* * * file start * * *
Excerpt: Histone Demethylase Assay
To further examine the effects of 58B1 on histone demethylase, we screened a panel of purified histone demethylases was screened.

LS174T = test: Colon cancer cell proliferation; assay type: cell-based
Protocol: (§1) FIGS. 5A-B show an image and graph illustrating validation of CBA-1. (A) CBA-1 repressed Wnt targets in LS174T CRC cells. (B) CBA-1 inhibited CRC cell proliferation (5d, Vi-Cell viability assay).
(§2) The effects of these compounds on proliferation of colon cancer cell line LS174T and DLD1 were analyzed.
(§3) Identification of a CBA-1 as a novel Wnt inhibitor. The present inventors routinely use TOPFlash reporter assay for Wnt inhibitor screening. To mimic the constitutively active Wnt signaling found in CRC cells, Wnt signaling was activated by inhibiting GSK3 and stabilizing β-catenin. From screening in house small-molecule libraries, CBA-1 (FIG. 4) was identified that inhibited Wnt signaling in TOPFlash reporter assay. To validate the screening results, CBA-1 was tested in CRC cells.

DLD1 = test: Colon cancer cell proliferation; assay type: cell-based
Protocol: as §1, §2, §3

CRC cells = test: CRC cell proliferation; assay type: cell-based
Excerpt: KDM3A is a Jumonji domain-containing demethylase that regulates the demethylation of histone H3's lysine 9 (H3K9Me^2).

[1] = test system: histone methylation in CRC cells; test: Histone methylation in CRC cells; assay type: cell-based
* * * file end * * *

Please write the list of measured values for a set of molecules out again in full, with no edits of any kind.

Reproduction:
Excerpt: Histone Demethylase Assay
To further examine the effects of 58B1 on histone demethylase, we screened a panel of purified histone demethylases was screened.

LS174T = test: Colon cancer cell proliferation; assay type: cell-based
Protocol: (§1) FIGS. 5A-B show an image and graph illustrating validation of CBA-1. (A) CBA-1 repressed Wnt targets in LS174T CRC cells. (B) CBA-1 inhibited CRC cell proliferation (5d, Vi-Cell viability assay).
(§2) The effects of these compounds on proliferation of colon cancer cell line LS174T and DLD1 were analyzed.
(§3) Identification of a CBA-1 as a novel Wnt inhibitor. The present inventors routinely use TOPFlash reporter assay for Wnt inhibitor screening. To mimic the constitutively active Wnt signaling found in CRC cells, Wnt signaling was activated by inhibiting GSK3 and stabilizing β-catenin. From screening in house small-molecule libraries, CBA-1 (FIG. 4) was identified that inhibited Wnt signaling in TOPFlash reporter assay. To validate the screening results, CBA-1 was tested in CRC cells.

DLD1 = test: Colon cancer cell proliferation; assay type: cell-based
Protocol: as §1, §2, §3

CRC cells = test: CRC cell proliferation; assay type: cell-based
Excerpt: KDM3A is a Jumonji domain-containing demethylase that regulates the demethylation of histone H3's lysine 9 (H3K9Me^2).

[1] = test system: histone methylation in CRC cells; test: Histone methylation in CRC cells; assay type: cell-based